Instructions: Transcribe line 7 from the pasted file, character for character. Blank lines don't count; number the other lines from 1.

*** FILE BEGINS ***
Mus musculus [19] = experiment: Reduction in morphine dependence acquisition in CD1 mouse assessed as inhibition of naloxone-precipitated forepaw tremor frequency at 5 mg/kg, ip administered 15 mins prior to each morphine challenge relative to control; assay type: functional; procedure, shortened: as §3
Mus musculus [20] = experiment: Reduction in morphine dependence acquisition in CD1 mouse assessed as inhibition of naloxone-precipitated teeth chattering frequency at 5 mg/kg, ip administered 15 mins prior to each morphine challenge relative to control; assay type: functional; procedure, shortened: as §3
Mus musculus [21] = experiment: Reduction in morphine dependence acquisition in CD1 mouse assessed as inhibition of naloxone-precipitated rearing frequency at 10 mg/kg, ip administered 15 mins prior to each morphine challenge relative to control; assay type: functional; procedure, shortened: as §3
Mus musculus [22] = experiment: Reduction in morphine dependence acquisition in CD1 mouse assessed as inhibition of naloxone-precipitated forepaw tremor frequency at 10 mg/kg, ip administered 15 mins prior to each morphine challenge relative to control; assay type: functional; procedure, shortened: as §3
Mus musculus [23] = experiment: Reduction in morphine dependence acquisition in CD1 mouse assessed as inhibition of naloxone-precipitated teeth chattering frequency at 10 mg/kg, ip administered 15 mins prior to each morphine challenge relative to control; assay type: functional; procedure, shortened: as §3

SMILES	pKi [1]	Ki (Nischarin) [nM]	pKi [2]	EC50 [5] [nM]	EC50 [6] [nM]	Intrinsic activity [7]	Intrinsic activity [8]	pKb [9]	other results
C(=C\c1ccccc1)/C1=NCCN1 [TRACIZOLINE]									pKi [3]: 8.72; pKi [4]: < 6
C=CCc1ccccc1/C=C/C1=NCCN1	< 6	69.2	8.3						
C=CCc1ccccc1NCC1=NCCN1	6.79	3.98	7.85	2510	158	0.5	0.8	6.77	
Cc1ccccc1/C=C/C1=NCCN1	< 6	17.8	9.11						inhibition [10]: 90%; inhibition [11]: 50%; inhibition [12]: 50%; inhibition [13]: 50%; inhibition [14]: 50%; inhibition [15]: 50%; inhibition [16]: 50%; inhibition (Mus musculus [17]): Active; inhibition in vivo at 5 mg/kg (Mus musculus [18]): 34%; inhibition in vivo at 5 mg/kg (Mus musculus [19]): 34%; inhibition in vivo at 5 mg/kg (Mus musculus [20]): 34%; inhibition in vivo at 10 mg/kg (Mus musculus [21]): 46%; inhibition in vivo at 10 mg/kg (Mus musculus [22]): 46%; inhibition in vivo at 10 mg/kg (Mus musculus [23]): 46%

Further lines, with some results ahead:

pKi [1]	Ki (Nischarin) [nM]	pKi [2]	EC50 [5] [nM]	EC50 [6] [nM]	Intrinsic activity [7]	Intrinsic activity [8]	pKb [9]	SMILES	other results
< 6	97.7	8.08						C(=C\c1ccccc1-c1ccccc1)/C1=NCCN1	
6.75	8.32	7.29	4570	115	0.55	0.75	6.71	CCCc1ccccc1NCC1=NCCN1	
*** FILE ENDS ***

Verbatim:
C(=C\c1ccccc1)/C1=NCCN1 [TRACIZOLINE]									pKi [3]: 8.72; pKi [4]: < 6